A History of No. 6 tank (part two)
Map of No. 6 tank as of Summer/Winter 1994.
To keep the Manchester Ship Canal navigable to large craft, vast quantities of sludge and silt are dredged up by specialist craft more or less continuously. The dredgings are transported along the canal to a Pumping Station bordering the canal and then pumped through huge pipes into vast sludge deposit grounds. These are the famous “Frodsham Sludge Pools” and they now occupy over half of the flat reclaimed area of pasture and arable land known as Frodsham Marsh.
Since about 1941, these sludge pools have been well-known as a superb habitat for birds. Numbers 1, 2, 3, 4, and 5 Sludge Pools have each in turn, both during the construction phase and then during the subsequent years of infilling, proved ideal to the requirements of a remarkable variety of migrant, wintering and breeding wetland species.
(Above image is of No 6 tank soon after the first excavation work commenced and without the retaining embankments in place. This area is buried under 23 years worth of sludge/silt and currently several feet of water. Presently the area is situated below the viewing area on the south bank of No 5 tank.)
During the last three years, a new sludge deposit ground has been referred to by local birders as “Frodsham Marsh New Workings/Frodsham New Tank Excavations/Frodsham Marsh No6 tank Sludge Pools”. Top soil is scraped out of the marsh to create a 15 metre high bank surrounding the whole area to be later filled with sludge. The scrapings create shallow freshwater pools and these soon acquire muddy margins, reed fringes and a healthy supply of invertebrates.
The whole area rapidly becomes a veritable paradise for birds and birdwatchers. Once sludge starts to be pumped into the tank, the habitat starts to deteriorate. It is expected that pumping into No6 Sludge Pool will commence in 1995. Frodsham Marsh bird recorder Bill Morton has drawn a detailed map showing the “inside” of the new workings as they were in Summer/November 1994 – before any pumping operations started and as most birders will nostalgically remember the site in years to come.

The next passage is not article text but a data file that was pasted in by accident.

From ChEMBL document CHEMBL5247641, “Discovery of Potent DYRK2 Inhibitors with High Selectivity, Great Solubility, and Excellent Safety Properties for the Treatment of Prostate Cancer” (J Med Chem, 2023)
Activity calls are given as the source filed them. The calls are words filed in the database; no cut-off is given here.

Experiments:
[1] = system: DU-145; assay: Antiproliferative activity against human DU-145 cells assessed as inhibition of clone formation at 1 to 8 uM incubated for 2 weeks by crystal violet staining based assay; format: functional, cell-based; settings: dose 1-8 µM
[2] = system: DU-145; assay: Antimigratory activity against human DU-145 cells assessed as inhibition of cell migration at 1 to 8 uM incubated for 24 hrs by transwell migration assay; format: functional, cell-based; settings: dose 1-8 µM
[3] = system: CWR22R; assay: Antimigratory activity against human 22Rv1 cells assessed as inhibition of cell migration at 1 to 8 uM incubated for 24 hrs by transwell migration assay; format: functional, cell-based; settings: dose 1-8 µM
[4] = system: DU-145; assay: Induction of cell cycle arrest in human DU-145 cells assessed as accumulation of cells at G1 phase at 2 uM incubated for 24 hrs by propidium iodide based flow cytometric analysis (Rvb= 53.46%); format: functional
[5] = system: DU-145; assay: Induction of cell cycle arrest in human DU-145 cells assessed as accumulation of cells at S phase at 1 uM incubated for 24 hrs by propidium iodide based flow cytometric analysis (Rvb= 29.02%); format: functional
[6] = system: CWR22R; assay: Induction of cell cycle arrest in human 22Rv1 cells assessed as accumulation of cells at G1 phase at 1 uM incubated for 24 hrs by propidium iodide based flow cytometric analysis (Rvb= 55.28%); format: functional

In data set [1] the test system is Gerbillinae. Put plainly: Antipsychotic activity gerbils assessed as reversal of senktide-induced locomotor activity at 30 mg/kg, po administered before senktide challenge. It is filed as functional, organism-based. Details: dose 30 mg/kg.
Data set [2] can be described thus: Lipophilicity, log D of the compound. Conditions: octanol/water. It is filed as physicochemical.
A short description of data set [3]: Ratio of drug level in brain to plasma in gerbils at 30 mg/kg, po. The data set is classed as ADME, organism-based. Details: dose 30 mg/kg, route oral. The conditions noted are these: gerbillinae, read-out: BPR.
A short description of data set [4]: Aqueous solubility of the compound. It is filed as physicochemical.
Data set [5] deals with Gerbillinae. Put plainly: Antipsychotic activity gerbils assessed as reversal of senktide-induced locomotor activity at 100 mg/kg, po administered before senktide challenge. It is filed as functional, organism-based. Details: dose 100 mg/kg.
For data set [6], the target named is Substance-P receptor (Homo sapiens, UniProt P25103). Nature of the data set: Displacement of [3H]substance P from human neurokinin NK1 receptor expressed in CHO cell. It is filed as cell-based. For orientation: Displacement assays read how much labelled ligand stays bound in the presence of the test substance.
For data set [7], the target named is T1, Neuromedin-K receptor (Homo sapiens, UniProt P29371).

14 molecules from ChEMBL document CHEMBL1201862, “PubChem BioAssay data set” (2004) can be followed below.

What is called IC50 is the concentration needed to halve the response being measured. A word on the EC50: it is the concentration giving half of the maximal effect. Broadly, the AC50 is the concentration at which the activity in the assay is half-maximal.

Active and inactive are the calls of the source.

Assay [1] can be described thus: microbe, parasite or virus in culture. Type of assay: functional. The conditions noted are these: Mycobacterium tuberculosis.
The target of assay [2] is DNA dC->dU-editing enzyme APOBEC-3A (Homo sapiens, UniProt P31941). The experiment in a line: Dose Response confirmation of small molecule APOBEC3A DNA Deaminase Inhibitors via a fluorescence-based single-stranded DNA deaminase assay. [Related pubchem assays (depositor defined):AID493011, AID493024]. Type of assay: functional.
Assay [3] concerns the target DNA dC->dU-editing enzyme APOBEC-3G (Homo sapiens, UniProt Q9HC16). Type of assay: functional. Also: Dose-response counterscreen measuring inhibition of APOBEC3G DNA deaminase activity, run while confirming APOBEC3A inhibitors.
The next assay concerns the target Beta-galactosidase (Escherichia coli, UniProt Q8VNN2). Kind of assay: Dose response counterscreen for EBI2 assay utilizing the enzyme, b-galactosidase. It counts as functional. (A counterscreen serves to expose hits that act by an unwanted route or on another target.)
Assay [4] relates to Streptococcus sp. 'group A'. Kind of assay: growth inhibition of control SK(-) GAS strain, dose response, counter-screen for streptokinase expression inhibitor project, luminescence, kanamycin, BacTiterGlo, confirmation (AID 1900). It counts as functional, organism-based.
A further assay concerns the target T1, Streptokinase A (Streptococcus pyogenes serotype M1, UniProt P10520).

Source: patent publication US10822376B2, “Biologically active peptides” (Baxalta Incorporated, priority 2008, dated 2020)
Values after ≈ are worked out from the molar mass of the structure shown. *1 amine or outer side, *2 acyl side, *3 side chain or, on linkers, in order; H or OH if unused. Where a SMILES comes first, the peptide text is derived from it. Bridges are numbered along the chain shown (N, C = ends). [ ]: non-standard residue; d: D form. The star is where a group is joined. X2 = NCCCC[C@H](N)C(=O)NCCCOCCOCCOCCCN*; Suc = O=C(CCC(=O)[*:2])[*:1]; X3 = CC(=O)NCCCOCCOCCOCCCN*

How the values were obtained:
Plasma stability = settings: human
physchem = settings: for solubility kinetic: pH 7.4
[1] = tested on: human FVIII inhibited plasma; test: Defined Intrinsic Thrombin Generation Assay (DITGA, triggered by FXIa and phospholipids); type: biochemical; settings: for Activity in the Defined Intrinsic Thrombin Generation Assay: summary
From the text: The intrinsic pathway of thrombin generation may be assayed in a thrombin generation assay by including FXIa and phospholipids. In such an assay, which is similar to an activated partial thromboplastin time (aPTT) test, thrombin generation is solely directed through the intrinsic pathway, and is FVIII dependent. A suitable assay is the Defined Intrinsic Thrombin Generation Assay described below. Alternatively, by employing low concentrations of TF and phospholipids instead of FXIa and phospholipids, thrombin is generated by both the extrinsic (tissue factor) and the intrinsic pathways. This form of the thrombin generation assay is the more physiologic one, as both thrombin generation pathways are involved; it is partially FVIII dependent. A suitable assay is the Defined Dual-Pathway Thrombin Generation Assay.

If you visit the area please remember that you are private land and managed by the Manchester Ship Canal Company and that you must respect any reasonable request from their representatives. Also note that the pools are often shot over by wildfowlers between September and February, usually at dusk. However there are public rights of way across the marsh for bona fide naturalists there should be no real problems of access.
Here are some of the highlights from Frodsham Marsh New Workings in its ‘glory years’ of 1992 – 93 – 94.
1992 – Temminck’s Stint 14th – 17th May.
1993 – at least five different Little Egret between 10th August and 22nd September, adult Spoonbill 12th – 15th July and again 24th – 29th and 6th – 7 th August, peak Garganey count of 16 on 7th September, two Quails calling in late May/early June, juvenile Spotted Crake 31st August to 10th September, three Black-winged Stilts 25th April and again 14th may to 7th June with failed breeding attempt, Temminck’s Stint 8th – 12th May.
1994 – adult Spoonbill 23rd June – 2nd July, eight Ruddy Shelducks 31st August, 13 Garganey in August, Osprey 1st October and 600 Black-tailed Godwit (Unusual high number in the early 1900’s) 9th August.
Ted wrote this article called ‘Frodsham Marsh New Workings 1992 – 94’ for North West Region Bird Report 1994. The glory years he talks about above were in reality still to come, the period after 1994 saw a tremendous increase in activity with some incredible birds and birding.
All images and illustration by WSM except for photo 1,2 & 6 by Tom Edmondson.
To be continued…